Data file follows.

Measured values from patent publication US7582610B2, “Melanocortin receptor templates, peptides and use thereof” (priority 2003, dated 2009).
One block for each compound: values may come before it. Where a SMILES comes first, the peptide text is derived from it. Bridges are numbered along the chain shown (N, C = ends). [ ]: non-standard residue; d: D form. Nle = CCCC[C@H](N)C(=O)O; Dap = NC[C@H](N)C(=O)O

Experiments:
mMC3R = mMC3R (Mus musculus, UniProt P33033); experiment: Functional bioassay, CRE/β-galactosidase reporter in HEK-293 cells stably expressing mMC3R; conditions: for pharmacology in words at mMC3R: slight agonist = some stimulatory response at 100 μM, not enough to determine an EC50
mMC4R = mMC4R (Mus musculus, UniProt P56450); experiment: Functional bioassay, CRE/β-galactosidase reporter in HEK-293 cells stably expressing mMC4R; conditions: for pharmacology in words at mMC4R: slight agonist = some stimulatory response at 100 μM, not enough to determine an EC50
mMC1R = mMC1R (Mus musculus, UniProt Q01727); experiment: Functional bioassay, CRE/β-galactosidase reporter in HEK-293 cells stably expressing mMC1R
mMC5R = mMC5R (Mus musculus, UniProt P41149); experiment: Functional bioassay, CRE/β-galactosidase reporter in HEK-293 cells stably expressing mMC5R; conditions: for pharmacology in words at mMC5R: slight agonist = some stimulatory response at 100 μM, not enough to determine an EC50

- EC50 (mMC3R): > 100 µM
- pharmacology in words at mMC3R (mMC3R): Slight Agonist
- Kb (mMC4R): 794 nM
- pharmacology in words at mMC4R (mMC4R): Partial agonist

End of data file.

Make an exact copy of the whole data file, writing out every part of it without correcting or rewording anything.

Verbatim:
Measured values from patent publication US7582610B2, “Melanocortin receptor templates, peptides and use thereof” (priority 2003, dated 2009).
One block for each compound: values may come before it. Where a SMILES comes first, the peptide text is derived from it. Bridges are numbered along the chain shown (N, C = ends). [ ]: non-standard residue; d: D form. Nle = CCCC[C@H](N)C(=O)O; Dap = NC[C@H](N)C(=O)O

Experiments:
mMC3R = mMC3R (Mus musculus, UniProt P33033); experiment: Functional bioassay, CRE/β-galactosidase reporter in HEK-293 cells stably expressing mMC3R; conditions: for pharmacology in words at mMC3R: slight agonist = some stimulatory response at 100 μM, not enough to determine an EC50
mMC4R = mMC4R (Mus musculus, UniProt P56450); experiment: Functional bioassay, CRE/β-galactosidase reporter in HEK-293 cells stably expressing mMC4R; conditions: for pharmacology in words at mMC4R: slight agonist = some stimulatory response at 100 μM, not enough to determine an EC50
mMC1R = mMC1R (Mus musculus, UniProt Q01727); experiment: Functional bioassay, CRE/β-galactosidase reporter in HEK-293 cells stably expressing mMC1R
mMC5R = mMC5R (Mus musculus, UniProt P41149); experiment: Functional bioassay, CRE/β-galactosidase reporter in HEK-293 cells stably expressing mMC5R; conditions: for pharmacology in words at mMC5R: slight agonist = some stimulatory response at 100 μM, not enough to determine an EC50

- EC50 (mMC3R): > 100 µM
- pharmacology in words at mMC3R (mMC3R): Slight Agonist
- Kb (mMC4R): 794 nM
- pharmacology in words at mMC4R (mMC4R): Partial agonist